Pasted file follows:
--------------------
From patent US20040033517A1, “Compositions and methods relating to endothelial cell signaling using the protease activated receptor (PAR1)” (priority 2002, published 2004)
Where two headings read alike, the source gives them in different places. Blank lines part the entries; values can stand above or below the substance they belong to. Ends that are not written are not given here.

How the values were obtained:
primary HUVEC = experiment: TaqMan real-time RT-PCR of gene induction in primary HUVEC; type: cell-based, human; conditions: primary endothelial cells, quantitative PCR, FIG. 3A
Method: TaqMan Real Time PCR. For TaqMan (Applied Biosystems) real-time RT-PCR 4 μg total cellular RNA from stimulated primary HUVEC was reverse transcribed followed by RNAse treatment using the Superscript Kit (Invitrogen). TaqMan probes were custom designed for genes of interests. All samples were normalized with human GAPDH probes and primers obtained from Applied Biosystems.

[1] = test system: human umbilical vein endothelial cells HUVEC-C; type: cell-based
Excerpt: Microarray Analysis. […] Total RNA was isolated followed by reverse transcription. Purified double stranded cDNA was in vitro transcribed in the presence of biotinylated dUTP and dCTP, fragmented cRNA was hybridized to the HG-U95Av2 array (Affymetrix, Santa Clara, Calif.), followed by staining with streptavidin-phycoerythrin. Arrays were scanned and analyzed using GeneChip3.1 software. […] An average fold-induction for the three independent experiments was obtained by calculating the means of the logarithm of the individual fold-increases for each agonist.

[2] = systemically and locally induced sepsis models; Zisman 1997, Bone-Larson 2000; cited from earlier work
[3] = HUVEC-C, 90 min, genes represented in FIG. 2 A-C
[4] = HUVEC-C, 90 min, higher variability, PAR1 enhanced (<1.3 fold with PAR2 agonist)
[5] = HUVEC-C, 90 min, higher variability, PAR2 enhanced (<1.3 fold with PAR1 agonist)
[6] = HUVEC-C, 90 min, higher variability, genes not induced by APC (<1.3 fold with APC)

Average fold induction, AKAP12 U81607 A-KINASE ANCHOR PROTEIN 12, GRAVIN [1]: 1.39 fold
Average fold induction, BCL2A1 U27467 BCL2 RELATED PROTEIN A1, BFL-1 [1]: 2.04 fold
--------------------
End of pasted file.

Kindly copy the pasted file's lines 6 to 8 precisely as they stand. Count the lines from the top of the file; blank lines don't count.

[1] = test system: human umbilical vein endothelial cells HUVEC-C; type: cell-based
Excerpt: Microarray Analysis. […] Total RNA was isolated followed by reverse transcription. Purified double stranded cDNA was in vitro transcribed in the presence of biotinylated dUTP and dCTP, fragmented cRNA was hybridized to the HG-U95Av2 array (Affymetrix, Santa Clara, Calif.), followed by staining with streptavidin-phycoerythrin. Arrays were scanned and analyzed using GeneChip3.1 software. […] An average fold-induction for the three independent experiments was obtained by calculating the means of the logarithm of the individual fold-increases for each agonist.

[2] = systemically and locally induced sepsis models; Zisman 1997, Bone-Larson 2000; cited from earlier work